Expanding Horizons

Expanding Horizons

Expanding Horizons

Professional Development

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Communication: Telling Your Story, Understanding Theirs


Communication: Telling Your Story, Understanding Theirs - Learning Outcomes

  • Enhance written, oral and visual communication skills.
  • Develop the ability to tell your research story to diverse audiences, including media, decision-makers, employers, and the general public.
  • Develop critical thinking, listening, and reading skills.
  • Learn to identify and articulate professional skills learned in graduate school.

 


Workshop Categories & Descriptions

Presentation Skills

Presentation Skills for graduate students

Host Presenters: Learning Strategies

This workshop offers practical strategies to plan, organize, and structure a professional presentation, deliver that presentation in an engaging way, and effectively answer questions. Apply your skills in the classroom, at a conference, or in the workplace.

Workshop prep: Be prepared to speak for 3-4 minutes to a small group of fellow students. You can jot some notes for yourself before the workshop or speak spontaneously on any topic of your choice.

Learning Outcomes

  • Participating in this workshop will enable the student to
  • Become aware of personal strengths and challenges while presenting
  • Learn the elements of an effective presentation
  • Practice speaking in front of a small group
  • Receive feedback from fellow participants on an aspect of their brief talk

3 Minute Thesis (3MT) presentation workshop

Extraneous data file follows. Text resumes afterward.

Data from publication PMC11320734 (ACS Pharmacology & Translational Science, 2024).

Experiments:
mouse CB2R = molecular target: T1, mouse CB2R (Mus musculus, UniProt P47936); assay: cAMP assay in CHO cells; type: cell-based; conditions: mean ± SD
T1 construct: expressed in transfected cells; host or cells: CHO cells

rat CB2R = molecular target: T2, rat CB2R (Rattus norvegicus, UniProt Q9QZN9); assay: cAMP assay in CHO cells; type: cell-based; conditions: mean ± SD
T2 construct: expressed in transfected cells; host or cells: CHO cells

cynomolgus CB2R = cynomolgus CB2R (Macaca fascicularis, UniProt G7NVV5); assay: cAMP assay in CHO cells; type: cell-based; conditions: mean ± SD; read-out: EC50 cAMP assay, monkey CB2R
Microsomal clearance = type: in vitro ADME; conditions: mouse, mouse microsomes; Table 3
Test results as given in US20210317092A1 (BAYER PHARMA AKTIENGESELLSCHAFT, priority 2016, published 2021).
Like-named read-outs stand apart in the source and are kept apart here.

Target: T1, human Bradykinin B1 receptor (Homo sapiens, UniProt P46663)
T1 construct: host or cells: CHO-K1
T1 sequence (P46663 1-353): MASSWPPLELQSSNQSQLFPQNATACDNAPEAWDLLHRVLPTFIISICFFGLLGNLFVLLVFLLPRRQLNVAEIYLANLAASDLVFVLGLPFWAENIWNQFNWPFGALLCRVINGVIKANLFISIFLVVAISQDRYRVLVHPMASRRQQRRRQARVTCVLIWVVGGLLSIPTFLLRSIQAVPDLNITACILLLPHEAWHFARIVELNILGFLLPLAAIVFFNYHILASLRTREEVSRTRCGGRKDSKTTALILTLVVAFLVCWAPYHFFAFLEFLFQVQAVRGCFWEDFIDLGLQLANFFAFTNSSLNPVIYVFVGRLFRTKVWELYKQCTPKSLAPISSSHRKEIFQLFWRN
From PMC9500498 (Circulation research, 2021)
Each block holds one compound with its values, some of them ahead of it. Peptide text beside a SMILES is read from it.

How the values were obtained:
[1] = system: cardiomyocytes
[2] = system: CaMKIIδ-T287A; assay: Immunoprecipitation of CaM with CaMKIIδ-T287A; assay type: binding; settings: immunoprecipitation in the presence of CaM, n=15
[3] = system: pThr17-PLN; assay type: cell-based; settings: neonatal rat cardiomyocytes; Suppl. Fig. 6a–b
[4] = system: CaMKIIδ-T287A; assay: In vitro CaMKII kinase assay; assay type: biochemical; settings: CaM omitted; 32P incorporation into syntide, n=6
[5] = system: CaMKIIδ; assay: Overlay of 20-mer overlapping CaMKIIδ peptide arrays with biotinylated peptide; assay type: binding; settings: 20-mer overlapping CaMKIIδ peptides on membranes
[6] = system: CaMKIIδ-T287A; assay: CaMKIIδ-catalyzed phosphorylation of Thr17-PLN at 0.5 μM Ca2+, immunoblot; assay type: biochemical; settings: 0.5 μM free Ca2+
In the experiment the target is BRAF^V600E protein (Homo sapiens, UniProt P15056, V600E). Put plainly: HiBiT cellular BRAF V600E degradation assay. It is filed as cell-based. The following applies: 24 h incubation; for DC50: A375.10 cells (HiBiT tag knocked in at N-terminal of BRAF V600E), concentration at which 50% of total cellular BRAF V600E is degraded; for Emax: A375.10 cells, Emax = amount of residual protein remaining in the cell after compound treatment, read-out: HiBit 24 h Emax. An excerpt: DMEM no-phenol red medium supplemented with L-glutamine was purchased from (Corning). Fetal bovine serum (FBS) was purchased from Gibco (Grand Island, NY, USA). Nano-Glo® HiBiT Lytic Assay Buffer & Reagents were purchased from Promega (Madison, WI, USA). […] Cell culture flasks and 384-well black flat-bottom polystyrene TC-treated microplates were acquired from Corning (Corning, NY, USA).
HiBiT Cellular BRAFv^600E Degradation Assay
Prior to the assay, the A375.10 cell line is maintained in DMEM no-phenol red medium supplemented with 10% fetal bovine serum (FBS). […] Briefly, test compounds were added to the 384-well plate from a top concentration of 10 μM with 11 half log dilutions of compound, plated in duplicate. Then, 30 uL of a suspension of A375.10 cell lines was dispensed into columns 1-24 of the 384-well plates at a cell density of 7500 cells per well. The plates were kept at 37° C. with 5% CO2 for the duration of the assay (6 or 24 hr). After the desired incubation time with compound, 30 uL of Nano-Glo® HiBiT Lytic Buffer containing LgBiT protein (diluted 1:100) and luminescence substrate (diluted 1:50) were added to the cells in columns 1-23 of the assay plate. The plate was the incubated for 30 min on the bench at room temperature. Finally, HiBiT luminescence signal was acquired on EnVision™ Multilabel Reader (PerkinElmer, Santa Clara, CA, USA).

Host Presenters: Learning Strategies/ SGS/ past participants

Using a series of practical exercises including critiquing videos of previous 3MT participants, this workshop will help those who may participate in the 3 Minute Thesis competition at Queen's. Ideas for an initial draft will be crafted during the workshop.

Learning Outcomes

  • Participating in this workshop will enable the student to
  • Critically evaluate previous 3MT presentations
  • Learn one method of planning the presentation and slide
  • Learn strategies for how to manage common experiences such as going blank, ESL issues, speaking too quickly
  • Receive feedback from another student on the initial draft, especially focussed on general “understandability” of the research

Conferences: From Abstract to Audience

Host Presenters: SGS

In this workshop you will learn the do’s and don’ts of academic conferences, beginning with how to identify conferences in your field, how to write an effective abstract, how to put together a panel with participants from other universities, how to write a conference paper and how to present it in an effective and engaging manner. There will be one workshop specifically for STEM disciplines and one for Humanities & Social Sciences


Writing

Writing a Literature Review

Host Presenters: Writing Centre